Canada’s most populous and arguably most financially successful city
Has been warmly welcoming visitors throughout its 180 years, giving it a uniquely cosmopolitan (and ultra-modern) feel today. Many have liked it so much they’ve stayed - half its inhabitants were born outside Canada – drawn, perhaps to its glass peaks, urban beaches, astonishing natural hinterland and easygoing nature.
Unusually for a large North American city, Toronto has managed to retain a largely mall-free downtown environment. Aside from the Eaton Centre (22 Yonge Street) – a hand-picked collection of chains and designer outlets presided over by that famous flying geese sculpture – the supersized arcades are all located in the suburbs. Instead, locals get their retail therapy at bustling gourmet markets such as St Lawrence Market (92 Front Street East) and at independent boutiques. Higher-end shoppers head to Yorkville for Prada (131 Bloor Street West), Chanel (131 Bloor Street West) and of course the ‘Harrods of Toronto’ Holt Renfrew (50 Bloor Street West). Queen and College Streets draw a younger, more alternative crowd.
Food & Drink
Toronto is one of the most cosmopolitan cities in the world, and the diversity of its population is reflected in the food scene. Whether your preference runs to Tibetan sha momos, Scandinavian smørrebrød or simply good, homely pub food, you’ll find something to tickle those taste buds here. Some of the best restaurants Toronto has to offer are brand-spanking new – check out Shōtō (190 University Avenue) for the ultimate in contemporary gourmet extravagance, or the old-school Edulis (169 Niagara Street), which is still a secret known only to savvy locals. Terroni’s Bucatini all’Amatriciana (720 Queen Street West) is a Toronto institution, and serves up lip-smacking Italian dishes at decent prices.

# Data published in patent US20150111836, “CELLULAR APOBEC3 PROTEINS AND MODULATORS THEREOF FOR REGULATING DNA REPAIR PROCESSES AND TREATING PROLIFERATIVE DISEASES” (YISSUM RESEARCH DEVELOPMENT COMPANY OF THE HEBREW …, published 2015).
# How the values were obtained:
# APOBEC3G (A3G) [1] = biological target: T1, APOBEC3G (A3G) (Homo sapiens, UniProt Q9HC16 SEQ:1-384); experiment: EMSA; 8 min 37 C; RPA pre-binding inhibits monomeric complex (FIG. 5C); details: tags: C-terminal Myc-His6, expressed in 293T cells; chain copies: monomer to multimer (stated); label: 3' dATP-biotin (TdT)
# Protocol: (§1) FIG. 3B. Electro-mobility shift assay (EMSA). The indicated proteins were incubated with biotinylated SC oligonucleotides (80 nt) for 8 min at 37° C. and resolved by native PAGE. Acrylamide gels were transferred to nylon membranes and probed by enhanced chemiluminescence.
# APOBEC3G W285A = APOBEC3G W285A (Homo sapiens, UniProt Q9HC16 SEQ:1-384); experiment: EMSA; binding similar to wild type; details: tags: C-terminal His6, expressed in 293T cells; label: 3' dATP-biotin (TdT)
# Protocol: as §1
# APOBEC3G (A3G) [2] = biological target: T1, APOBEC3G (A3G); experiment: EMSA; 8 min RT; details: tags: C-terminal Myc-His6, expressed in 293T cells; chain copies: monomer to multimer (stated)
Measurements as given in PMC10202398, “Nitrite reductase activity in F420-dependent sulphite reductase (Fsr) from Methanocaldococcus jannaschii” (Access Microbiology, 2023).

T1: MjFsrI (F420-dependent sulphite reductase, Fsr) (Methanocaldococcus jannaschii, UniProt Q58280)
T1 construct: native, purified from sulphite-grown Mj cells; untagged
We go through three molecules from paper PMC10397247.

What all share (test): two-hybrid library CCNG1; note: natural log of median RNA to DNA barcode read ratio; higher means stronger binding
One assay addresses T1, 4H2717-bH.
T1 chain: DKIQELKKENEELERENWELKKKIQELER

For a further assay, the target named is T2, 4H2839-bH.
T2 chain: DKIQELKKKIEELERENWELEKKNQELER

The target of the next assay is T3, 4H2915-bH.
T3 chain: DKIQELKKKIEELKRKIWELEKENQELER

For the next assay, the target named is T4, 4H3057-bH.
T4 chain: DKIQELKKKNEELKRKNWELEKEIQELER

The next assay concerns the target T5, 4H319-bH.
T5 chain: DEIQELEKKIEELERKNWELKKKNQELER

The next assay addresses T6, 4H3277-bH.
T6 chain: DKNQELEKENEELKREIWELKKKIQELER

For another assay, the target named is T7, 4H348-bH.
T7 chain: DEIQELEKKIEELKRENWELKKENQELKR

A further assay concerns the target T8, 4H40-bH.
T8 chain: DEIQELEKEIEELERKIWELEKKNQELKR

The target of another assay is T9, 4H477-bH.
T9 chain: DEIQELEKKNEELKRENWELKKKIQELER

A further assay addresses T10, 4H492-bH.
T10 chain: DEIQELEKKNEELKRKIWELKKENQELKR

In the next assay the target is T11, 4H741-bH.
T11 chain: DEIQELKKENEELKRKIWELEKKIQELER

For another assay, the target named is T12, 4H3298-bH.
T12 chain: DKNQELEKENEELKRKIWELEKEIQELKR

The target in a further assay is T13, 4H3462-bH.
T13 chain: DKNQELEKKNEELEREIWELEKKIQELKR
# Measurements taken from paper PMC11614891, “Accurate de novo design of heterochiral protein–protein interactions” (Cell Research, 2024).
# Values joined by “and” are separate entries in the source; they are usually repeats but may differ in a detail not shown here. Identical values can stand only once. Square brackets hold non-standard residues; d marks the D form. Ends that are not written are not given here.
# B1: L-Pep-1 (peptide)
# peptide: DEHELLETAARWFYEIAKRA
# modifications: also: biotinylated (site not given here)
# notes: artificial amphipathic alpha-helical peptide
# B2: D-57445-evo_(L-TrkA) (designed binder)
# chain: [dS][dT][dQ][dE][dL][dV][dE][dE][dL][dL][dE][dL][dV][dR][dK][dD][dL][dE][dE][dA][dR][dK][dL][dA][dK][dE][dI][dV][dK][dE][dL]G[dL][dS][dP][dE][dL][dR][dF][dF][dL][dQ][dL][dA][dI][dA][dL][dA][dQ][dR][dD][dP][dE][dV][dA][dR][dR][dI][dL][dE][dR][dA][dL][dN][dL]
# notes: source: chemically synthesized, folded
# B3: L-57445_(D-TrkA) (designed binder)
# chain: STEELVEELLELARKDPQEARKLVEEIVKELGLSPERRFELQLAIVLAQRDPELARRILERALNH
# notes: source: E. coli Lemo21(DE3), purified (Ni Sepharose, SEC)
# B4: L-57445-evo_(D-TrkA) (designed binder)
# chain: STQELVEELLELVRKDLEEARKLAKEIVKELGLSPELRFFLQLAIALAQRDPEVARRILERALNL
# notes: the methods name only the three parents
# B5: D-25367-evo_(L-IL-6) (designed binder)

Over a million people of every race, gender and sexuality flock to Toronto in June for a week of colourful celebration. This is as much an arts festival as a pride event, with performances across 10 stages, a weekend street fair and a typically extravagant keynote parade.
Toronto Fringe Festival
With over 150 productions and a combined audience of around 90,000 people, this 12-day theatre festival is a lynchpin of Toronto’s arts calendar. Expect everything from musicals and cabaret shows to serious dramas and improvisation.
Scotiabank Toronto Caribbean Carnival
Formerly and still commonly called Caribana, the largest Caribbean festival in North America celebrates all that’s fabulous about Caribbean culture. Events centre around the showpiece parade that winds through the streets accompanied by steel bands, reggae and salsa music.
Toronto International Film Festival
Cannes aside, this is generally considered to be the most important film festival in the world. It attracts an international celebrity crowd, as well as a host of independent producers, directors and actors.
Cavalcade of Lights
Festive celebrations kick off early with this fireworks display and lights festival. It marks the opening of the skating rink at Nathan Philips Square and the lighting of Toronto’s ever-spectacular Christmas tree.
Toronto has one of the glitziest luxury hotel scenes in North America. In 2012 alone, four of the world’s most opulent brands opened branches here: Ritz-Carlton (181 Wellington Street West), Shangri-La (188 University Avenue), Trump (325 Bay Street) and Four Seasons (60 Yorkville Avenue). Canada’s capital also has plenty to offer outside the five-star market. From the 1930s-inspired Gladstone Hotel (1214 Queen Street West) to the designer Hotel Ocho in Chinatown (195 Spadina Avenue), Toronto’s boutique accommodation is fast becoming legend among travellers. Budget visitors can get their trendy fix at The Rex (194 Queen Street West), a lively jazz bar with a small selection of rooms.